|Food & Drink in Burgundy, France|
|Burgundy has long been associated with some of the finest French food, and you're sure to eat well in the region.|
The Burgundy region is of course known for its wonderful wines, many of which are grands crus, the very best. It's also known for its delicious cuisine. You may want to try some of the following dishes when you're there.
For appetizers (called entrées in French), you'll frequently see Escargots de Bourgogne and Jambon Persillé on menus. Less common (but also delicious) is oeufs en meurette. You may want to enjoy a Kir, or white wine and crème de cassis, with your entrée.
Escargots de Bourgogne are snails, traditionally baked in the shell along with a lot of butter, garlic, and parsley. A normal serving is 6 escargots, and you'll get a special pincer to hold the shell and a small fork to poke out the snail. They're delicious, and be sure to use some French bread to mop up the buttery sauce. Escargots come in cans, properly cleaned and ready to be served. You can even buy shells, implements and a can of escargots so you can make them at home!
Jambon persillé has been made and eaten in Burgundy for several centuries. Traditionally it was served at Easter, but now you will find it year round. It's a sort of country paté or terrine made with ham and pork, and covered in a layer of parsely-infused gelatin. Some jambon persillé that you'll see in markets will be very bright green while others are more subtle. It's a tasty start to a meal.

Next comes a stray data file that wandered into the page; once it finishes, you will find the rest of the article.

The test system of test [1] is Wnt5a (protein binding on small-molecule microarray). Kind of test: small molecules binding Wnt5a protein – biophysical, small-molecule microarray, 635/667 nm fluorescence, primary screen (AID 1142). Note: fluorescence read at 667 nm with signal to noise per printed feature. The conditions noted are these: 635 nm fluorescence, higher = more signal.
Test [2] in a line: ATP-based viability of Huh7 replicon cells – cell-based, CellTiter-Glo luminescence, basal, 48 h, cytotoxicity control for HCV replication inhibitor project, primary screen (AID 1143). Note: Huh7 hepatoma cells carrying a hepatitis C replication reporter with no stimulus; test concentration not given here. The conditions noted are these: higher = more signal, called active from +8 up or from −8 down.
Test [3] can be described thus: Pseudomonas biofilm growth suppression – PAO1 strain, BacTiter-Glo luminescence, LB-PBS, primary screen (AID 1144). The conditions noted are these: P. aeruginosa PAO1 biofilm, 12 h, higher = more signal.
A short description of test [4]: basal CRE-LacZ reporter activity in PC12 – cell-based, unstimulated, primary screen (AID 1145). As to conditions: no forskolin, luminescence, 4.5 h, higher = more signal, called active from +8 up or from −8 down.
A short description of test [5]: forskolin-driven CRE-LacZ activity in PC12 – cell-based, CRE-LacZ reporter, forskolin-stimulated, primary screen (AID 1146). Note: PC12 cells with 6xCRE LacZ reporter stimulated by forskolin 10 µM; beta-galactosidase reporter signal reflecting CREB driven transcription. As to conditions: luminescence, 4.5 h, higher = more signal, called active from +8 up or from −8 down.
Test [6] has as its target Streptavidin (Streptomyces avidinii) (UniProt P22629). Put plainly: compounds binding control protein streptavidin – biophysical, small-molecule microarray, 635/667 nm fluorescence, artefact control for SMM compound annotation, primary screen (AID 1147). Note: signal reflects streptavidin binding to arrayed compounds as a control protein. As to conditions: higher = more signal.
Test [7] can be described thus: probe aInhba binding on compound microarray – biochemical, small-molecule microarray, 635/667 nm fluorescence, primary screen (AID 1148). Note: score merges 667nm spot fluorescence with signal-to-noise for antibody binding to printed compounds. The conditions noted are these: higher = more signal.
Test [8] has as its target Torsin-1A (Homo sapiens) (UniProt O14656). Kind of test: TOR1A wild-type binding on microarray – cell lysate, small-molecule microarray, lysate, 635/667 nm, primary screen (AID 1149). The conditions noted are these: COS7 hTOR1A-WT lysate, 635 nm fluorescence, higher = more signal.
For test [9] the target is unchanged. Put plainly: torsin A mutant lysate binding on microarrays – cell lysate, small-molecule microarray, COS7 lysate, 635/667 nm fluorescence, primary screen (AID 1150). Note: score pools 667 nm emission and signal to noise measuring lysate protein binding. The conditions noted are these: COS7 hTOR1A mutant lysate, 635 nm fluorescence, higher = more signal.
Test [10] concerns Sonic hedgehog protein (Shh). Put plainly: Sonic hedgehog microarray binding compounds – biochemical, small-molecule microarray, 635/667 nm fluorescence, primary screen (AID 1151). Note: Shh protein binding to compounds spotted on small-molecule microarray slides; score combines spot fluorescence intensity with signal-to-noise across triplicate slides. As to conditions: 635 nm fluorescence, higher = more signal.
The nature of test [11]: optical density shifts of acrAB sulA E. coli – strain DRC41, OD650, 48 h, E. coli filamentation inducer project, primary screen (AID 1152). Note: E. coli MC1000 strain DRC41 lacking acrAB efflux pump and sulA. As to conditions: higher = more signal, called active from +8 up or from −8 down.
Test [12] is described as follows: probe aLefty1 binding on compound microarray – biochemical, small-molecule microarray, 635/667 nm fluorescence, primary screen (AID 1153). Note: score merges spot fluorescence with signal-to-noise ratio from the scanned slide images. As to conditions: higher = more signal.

I learned to make oeufs en meurette (left) when I attended cooking classes in Dijon in 1968. Essentially, it's eggs poached in red wine. The sauce—with onions, bacon, and mushrooms—is virtually the same as you'll find with coq au vin or boeuf bourguignon. It's also a great brunch dish.
The best known and most traditional main courses (plats principals) in Burgundy are boeuf bourguignon and coq au vin.
Boeuf bourguignon, or Burgundy beef, is a hearty delicious meal, with lots of sauce to mop up with your bread. It includes browned beef, pearl onions, lardons (bacon), garlic, sauteed mushrooms, and a bouquet garni (thyme, bay leaf, and parsley). It's cooked in at least a couple of cups of red wine, and the sauce is then thickened with flour, resulting in a delicious meal. It might also include carrots and potatoes (as did the one in the picture, right).
As for Coq au Vin, it's essentially the same thing, but made with chicken. Again, the rich sauce is delicious and permeates the meat.
Neither of these dishes is hard to make, though it does take some time to prepare the vegetables and to cook the dish. You'll see them on many menus in Burgundy, and you can also make them at home.
With them drink a nice pinot noir or other good red wine.
For cheese, you might be offered époisses, a local cheese from the region. It's unpasturized and quite strong flavored. And you'll see a huge variety of cheeses in the markets (halles) of Beaune and Dijon.
Of course no page on the cuisine of Burgundy would be complete without acknowledging mustard. Dijon Mustard, or sometimes Moutarde de Bourgogne, is frequently used in cooking, making the salad dressings you'll eat, or on its own with sausages, steaks, or other meats. The local variety is hot and spicy and delicious, so be sure to try it. More...
These are the most popular of the traditional dishes that come from Burgundy, and you are likely to be able to find them all in restaurants. Be on the look out for new creative meals as well, as Burgundy continues to be a leader in French cuisine. One of my more unusual (and delicious) meals in Beaune was cod served with lentils and a bacon-infused whipped cream!